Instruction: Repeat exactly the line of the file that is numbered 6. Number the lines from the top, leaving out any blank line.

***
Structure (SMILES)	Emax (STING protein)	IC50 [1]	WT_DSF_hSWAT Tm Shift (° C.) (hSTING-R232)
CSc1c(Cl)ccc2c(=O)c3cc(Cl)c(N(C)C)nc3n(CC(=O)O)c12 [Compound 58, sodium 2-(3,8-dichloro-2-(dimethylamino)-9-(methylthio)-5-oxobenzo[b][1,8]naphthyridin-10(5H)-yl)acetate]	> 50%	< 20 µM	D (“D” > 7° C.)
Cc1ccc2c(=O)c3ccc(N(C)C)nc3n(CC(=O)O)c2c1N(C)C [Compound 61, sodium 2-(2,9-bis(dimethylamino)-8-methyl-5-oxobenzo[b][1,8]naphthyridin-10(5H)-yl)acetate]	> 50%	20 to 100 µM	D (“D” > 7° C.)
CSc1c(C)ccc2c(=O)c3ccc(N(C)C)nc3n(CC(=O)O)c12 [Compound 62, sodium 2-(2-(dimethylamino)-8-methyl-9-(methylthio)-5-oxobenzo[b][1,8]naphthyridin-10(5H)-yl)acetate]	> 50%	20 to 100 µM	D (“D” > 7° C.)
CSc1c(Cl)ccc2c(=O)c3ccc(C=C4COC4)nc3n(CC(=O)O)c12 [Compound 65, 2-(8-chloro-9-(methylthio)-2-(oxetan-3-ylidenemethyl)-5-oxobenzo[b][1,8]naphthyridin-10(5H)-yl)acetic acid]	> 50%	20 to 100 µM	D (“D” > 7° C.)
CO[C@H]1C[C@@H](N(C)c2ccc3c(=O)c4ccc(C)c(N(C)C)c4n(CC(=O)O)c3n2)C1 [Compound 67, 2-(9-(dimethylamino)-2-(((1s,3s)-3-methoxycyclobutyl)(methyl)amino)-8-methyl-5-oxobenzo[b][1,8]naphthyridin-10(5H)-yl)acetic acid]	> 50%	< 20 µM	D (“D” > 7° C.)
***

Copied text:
CO[C@H]1C[C@@H](N(C)c2ccc3c(=O)c4ccc(C)c(N(C)C)c4n(CC(=O)O)c3n2)C1 [Compound 67, 2-(9-(dimethylamino)-2-(((1s,3s)-3-methoxycyclobutyl)(methyl)amino)-8-methyl-5-oxobenzo[b][1,8]naphthyridin-10(5H)-yl)acetic acid]	> 50%	< 20 µM	D (“D” > 7° C.)